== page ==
General Chemistry

What is enthalpy in simple words?

Answering this question is the objective of today’s post.

Remember, in the previous post, we talked about internal energy and how it can change by either heat or work.



Rearranging this equation for q, we get:


q = ΔE – w, and because w = -PΔV, we can write that:



q = ΔE + PΔV

For a reaction carried out at constant pressure in an open container, q is simply replaced with a special symbol ΔH which is the enthalpy change of the reaction:


Therefore, for a reaction at constant pressure, the enthalpy change is equal to the heat of the reaction (ΔH = qp).



We can show this by plugging in the expression ΔE = q +w in the enthalpy change equation:



The enthalpy (H) itself would be equal to:

H = E + PV

where E is the internal energy of the system, and P and V are the pressure and volume of the system, respectively.


So, the enthalpy (H) of a system is the sum of its internal energy and the product of its pressure and volume. And because E, P, and V are all state functions, enthalpy is also a state function which only depend on the initial and final states and not how it was achieved.


For example, altitude is a state function and wouldn’t matter how two hikers meet at a 500 ft altitude. One may be on his way to the top, and the other going back having behind a longer walk distance:




For chemical reactions, we are more interested in the enthalpy change, which, because is a state function, is equal to the difference of the sums of enthalpies of product and reactants:


ΔH  = HproductsHreactants


However, measuring the absolute enthalpy of a compound is impossible, and therefore, the term “standard enthalpy of formation” is used which is the enthalpy change when one mole of a substance is formed from free elements in their standard/free form.

You can read about the enthalpy of formation here.

Just like the heat and ΔE, the sign for the enthalpy change is positive for endothermic reactions and negative for exothermic reactions:



Let’s summarize what we learned about enthalpy:

  • Enthalpy is a state function.
  • Under constant pressure, the ΔHof a reaction is the amount of heat (q) absorbed or evolved in the reaction.
  • An endothermic reaction absorbs heat from the surroundings and has a positive ΔH
  • An exothermic reaction releases heat to the surroundings and has a negative ΔH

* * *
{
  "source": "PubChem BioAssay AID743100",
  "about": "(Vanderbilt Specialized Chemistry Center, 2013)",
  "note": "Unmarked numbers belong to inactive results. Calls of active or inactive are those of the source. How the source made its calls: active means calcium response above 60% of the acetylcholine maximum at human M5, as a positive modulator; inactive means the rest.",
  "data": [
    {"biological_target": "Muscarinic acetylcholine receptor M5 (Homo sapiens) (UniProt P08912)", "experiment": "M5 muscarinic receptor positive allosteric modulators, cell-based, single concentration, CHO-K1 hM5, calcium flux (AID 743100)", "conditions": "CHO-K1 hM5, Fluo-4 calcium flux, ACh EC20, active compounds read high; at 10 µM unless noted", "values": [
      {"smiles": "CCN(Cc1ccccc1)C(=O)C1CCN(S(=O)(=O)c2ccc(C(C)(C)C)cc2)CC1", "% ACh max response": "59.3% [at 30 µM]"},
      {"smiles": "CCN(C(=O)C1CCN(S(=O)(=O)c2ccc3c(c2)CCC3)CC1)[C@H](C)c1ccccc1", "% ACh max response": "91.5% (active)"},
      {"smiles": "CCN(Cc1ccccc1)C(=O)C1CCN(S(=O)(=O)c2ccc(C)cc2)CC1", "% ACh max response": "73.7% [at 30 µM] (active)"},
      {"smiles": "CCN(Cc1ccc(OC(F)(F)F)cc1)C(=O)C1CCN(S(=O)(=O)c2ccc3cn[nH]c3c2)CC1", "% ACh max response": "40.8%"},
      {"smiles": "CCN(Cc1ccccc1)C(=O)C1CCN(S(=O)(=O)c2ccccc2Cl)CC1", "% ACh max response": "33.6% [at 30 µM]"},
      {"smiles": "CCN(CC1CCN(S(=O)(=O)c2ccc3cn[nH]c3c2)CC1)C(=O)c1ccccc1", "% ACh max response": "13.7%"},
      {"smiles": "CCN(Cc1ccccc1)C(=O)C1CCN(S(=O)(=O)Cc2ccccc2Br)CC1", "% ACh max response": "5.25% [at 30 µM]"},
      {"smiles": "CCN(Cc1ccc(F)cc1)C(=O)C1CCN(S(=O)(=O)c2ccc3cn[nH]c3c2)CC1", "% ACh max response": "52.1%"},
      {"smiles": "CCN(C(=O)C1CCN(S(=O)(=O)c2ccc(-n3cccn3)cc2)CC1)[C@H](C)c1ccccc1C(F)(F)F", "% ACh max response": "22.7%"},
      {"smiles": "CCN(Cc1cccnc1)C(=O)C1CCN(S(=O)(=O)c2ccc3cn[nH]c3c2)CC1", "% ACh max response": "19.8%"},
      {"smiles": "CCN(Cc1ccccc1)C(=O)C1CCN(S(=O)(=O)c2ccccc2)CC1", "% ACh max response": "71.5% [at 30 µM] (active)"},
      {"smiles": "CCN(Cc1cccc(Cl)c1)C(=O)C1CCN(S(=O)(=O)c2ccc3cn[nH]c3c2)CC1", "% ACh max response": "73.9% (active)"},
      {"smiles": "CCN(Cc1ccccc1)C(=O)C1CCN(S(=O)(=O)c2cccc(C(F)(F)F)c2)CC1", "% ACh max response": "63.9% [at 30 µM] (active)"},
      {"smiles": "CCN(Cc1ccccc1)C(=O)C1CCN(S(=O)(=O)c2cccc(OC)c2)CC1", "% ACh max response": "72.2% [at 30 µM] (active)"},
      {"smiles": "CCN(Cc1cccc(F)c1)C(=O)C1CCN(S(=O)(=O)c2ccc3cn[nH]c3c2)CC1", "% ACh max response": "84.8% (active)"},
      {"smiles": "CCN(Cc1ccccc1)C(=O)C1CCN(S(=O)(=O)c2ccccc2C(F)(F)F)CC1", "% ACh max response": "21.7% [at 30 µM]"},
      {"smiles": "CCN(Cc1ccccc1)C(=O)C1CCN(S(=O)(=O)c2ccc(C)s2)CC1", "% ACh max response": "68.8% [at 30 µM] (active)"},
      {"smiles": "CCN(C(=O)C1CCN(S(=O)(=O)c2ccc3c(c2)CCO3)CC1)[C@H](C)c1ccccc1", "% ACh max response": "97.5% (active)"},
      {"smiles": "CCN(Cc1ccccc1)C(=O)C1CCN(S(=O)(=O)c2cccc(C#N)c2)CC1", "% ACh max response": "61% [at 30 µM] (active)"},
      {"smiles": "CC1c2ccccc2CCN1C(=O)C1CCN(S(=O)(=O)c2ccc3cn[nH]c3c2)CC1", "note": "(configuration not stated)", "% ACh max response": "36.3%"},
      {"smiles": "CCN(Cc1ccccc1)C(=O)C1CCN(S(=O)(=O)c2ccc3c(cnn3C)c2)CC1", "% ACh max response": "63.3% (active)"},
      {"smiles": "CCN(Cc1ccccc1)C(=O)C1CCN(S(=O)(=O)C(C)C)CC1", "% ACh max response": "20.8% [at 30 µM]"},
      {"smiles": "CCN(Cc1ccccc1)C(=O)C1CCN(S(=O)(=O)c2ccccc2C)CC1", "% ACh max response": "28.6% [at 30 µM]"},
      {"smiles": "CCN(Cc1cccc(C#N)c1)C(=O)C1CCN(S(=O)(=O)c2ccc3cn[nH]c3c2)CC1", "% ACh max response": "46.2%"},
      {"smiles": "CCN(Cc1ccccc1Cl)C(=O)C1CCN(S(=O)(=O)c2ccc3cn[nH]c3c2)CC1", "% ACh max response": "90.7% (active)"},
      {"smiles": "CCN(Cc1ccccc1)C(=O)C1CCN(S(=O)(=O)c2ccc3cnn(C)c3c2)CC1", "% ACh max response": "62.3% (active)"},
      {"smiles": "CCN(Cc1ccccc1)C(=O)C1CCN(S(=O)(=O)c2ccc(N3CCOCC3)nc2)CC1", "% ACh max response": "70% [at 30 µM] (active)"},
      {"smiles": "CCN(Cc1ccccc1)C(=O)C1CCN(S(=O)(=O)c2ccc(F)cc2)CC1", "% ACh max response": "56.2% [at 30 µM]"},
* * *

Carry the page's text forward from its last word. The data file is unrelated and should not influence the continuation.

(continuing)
At this point, we are done defining enthalpy and the next part is only if you’d like to answer the following question:


What About Reactions at Constant Volume?

So far, we discussed reactions at constant pressure which are the most common in chemistry. And for these, we saw that the enthalpy change is the heat emitted or absorbed by the reaction.

Another type of reactions is carried out under constant pressure, and for this, we also use the internal energy equation:


ΔE = q + w


w = PΔV, and ΔV is zero since the volume is constant. So, for a constant volume:



So, when we measure the heat of a reaction carried out at a constant volume, we obtain the energy change of the reaction. Both ΔH and ΔE represent changes in a state function for the system, and therefore, conceptually ΔH and ΔE are similar.

The ΔE is a measure of all of the energy (heat and work) of the reaction, while ΔH is a measure of only the heat exchanged under conditions of constant pressure.

For reaction associated with little or no volume change, P ΔV, and thus, the work exchange is zero, is zero ΔH and ΔE are nearly identical in value.

For example, the combustion reaction of propane (C3H8) produces 2044 kJ of heat when the reaction is carried out in an open container at constant pressure:


C3H8(g) + 5O2(g) → 3CO2(g) + 4H2O(l) ΔH =2044 kJ  


However, when the reaction is carried out in a sealed container such that PV = 0 and work is possible, all the energy is released as heat, and it is a higher number: ΔE = -2046 kJ.


The difference is only 2 kJ which is the expansion work done against the atmosphere as 6 mol of gaseous reactants are converted into 7 mol of gaseous products.


So, to summarize,

Most of the time, ΔErxn and ΔHrxn are approximately equal but pay attention to what the problem asks to determine.

The energy change of reactions carried out in sealed containers is measured by bomb-calorimetry which we will cover in a separate post.


For the enthalpy change of reactions at constant pressure, check the post Constant-Pressure Calorimetry.


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